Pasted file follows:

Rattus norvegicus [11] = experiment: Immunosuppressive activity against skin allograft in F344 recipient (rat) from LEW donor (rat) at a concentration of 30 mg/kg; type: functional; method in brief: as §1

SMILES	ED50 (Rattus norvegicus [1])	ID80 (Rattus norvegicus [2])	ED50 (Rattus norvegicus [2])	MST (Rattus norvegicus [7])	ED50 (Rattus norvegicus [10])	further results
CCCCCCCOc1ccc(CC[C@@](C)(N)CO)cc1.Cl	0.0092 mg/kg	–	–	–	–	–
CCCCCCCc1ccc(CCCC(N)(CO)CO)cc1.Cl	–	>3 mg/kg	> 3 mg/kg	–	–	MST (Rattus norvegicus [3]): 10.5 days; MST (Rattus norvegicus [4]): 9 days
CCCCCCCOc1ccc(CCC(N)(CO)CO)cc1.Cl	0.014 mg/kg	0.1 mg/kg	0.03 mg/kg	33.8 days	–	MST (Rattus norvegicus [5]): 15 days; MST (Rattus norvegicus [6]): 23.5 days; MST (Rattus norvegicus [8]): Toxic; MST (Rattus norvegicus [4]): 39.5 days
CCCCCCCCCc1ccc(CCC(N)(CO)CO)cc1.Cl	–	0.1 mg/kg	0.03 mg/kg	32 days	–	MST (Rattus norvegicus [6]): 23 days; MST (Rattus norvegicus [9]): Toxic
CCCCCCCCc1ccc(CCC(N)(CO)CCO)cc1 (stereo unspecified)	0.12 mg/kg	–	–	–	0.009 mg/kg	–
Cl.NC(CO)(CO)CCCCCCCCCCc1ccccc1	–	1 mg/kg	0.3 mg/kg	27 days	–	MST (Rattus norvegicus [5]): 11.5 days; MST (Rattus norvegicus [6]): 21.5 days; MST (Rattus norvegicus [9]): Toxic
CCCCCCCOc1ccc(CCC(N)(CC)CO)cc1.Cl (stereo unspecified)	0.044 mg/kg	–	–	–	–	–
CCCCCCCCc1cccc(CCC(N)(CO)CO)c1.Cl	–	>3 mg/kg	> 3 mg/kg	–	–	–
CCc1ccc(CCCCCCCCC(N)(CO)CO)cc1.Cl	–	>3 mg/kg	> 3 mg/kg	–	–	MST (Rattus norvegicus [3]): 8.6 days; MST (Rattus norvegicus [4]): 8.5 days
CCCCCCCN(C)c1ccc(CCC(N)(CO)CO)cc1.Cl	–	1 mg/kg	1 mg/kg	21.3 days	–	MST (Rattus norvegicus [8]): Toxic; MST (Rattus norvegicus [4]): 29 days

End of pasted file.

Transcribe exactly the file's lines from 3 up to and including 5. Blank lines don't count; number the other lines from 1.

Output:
CCCCCCCOc1ccc(CC[C@@](C)(N)CO)cc1.Cl	0.0092 mg/kg	–	–	–	–	–
CCCCCCCc1ccc(CCCC(N)(CO)CO)cc1.Cl	–	>3 mg/kg	> 3 mg/kg	–	–	MST (Rattus norvegicus [3]): 10.5 days; MST (Rattus norvegicus [4]): 9 days
CCCCCCCOc1ccc(CCC(N)(CO)CO)cc1.Cl	0.014 mg/kg	0.1 mg/kg	0.03 mg/kg	33.8 days	–	MST (Rattus norvegicus [5]): 15 days; MST (Rattus norvegicus [6]): 23.5 days; MST (Rattus norvegicus [8]): Toxic; MST (Rattus norvegicus [4]): 39.5 days